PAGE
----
Apple introduces device management solution aimed at small business

It may be quite difficult for small firms to maintain track of and update the Apple devices used by their staff. When devices malfunction or customers have issues, these firms frequently lack skilled IT staff, thus they are frequently forced to use Apple’s customer service resources on their own.

Apple bought Fleetsmith last year in response to this problem, and today the firm unveiled the beta of Apple Business Essentials, a device management programme specifically designed for organizations with less than 500 employees.

According to Susan Prescott, vice president of enterprise and education marketing at Apple, the business sought to assist these clients with setting up, maintaining, and updating employee Apple devices as well as off boarding them when employees left the organization.

It is made up of three main components and is intended to manage Apple devices during their entire lives. Device management, storage, and support are all included in a single subscription, according to Prescott.

The Fleetsmith acquisition and the Apple Device Enrollment Program combine to make up the management component. By providing them more control over the devices and guaranteeing that they function as soon as the employee checks in, it enables small firms to have access to a similar range of tools as their larger competitors.

Admins have the ability to create users and groups if a company subscribes to the service. Groups of users may be created, and administrators can choose the number of compatible devices and the storage size for each group. Additionally, any business or organization may include a foundational set of appropriate apps.

Apple introduces device management solution aimed at small business-1

Employees are allowed to use their own devices, and the firm will create a work profile for them when they check in to a compatible device. Only their job-related data is backed up in this manner, and if they quit the firm, only their work will be destroyed, leaving their personal data unaltered and out of the employer’s hands.

The solution also contributes to security maintenance by keeping the device current with the most recent system upgrades, regardless of whether it belongs to the user personally or to the company. Additionally, it gives administrators the ability to impose security settings like FileVault full-disk encryption on Macs or Activation Lock to lock down any Apple device in the event that it is misplaced or stolen.

Although businesses are allowed to connect to a third-party storage service like Dropbox, the storage component comes from iCloud. The help desk services for both the IT division operating Apple Business Essentials and staff members with any Apple-related inquiries are part of the support component. The business-level support division of Apple, AppleCare+, will take care of that portion. In addition, it will feature onsite support within four hours of reporting an event, whether at home or in a workplace, when it exits beta. The latter will be managed by associates of Apple.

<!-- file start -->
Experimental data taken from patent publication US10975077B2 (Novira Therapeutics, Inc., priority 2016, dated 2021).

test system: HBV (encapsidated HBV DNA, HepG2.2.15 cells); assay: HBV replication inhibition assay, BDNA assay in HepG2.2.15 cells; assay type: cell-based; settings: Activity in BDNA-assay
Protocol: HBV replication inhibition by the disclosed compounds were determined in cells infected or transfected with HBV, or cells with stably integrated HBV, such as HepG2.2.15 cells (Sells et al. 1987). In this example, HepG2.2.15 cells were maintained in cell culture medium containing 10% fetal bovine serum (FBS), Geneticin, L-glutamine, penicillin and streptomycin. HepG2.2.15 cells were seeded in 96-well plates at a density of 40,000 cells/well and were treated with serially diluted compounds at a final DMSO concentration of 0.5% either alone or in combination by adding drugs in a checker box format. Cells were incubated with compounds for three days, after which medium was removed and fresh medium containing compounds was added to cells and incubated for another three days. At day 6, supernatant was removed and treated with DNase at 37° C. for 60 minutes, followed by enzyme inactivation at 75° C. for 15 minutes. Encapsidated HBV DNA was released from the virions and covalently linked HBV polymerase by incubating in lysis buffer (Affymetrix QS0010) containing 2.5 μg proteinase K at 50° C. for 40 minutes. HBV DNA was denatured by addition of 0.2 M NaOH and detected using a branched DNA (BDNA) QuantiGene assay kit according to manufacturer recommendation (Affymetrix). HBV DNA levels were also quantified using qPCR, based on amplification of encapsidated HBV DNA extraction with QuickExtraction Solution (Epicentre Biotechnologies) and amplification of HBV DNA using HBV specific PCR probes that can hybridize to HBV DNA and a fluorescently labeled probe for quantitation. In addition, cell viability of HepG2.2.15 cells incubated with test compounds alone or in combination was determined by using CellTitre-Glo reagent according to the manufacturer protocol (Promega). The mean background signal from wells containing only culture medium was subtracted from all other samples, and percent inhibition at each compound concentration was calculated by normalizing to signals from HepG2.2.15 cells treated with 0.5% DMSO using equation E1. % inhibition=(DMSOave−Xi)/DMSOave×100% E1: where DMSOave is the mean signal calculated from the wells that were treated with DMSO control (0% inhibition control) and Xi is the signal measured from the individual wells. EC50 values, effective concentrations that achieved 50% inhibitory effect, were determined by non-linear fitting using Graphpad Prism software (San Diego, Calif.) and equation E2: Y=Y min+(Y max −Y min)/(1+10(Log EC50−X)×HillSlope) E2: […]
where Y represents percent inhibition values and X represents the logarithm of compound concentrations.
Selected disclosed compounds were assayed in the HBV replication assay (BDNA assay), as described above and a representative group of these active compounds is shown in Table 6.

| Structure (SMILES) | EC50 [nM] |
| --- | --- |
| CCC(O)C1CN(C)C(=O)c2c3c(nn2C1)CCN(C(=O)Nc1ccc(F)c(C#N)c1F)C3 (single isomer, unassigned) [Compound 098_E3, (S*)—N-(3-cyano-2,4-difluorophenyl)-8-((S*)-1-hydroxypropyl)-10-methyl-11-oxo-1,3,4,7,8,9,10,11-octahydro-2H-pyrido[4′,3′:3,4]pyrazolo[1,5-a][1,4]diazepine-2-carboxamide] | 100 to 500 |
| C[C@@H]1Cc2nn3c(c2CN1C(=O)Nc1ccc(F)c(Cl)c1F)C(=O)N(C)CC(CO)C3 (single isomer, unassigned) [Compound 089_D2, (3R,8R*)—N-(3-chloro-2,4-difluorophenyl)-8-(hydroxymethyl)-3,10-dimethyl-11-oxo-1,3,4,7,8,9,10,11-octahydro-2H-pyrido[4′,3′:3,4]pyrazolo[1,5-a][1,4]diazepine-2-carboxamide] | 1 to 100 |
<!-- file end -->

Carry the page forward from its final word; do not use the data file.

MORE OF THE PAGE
It’s a service that should interest small businesses, according to Maribel Lopez, founder and principal analyst at Lopez Research, as it effectively spares them from using Apple customer care channels, which aren’t particularly geared to handle commercial needs.

“SMBs have essentially been excluded from management and assistance. The Genius Bar lacked the real-time help that every company, especially SMBs, needed, and many would have assumed that the more involved MDM (mobile device management) wasn’t for them. Part of it is because Fleetsmith was seen as a more mobile- and user-friendly approach to managing [devices]. Another aspect of it is user-centricity as opposed to device-centricity, the speaker added.

The new programme gives small businesses access to a range of services that were previously only available to larger businesses, according to Tom Mainelli, an analyst with IDC’s device and consumer research group. As long as the cost is fair, it is likely that these businesses will be willing to pay Apple to provide these services, he added.

It makes perfect sense that Apple is concentrating on small enterprises. Smaller businesses frequently lack full-time IT staff, but enterprise clients are likely to have have management systems in place to handle their Apple goods. That implies that they may find it challenging to handle everything, particularly when there is a mixture of employee- and employer-purchased equipment, he added.

Despite the fact that he predicted many company owners would be happy to pay Apple to handle these difficulties on their behalf, he added, “Apple will likely need to drive some education on what the various levels of service offered, and why a small business needs them.”

The firm will charge depending on the setup for the device management and storage components, even if the service is free during the beta phase. A per-user fee will be added for the support components, but that won’t be available until the solution is broadly accessible, which is anticipated in the spring of next year.

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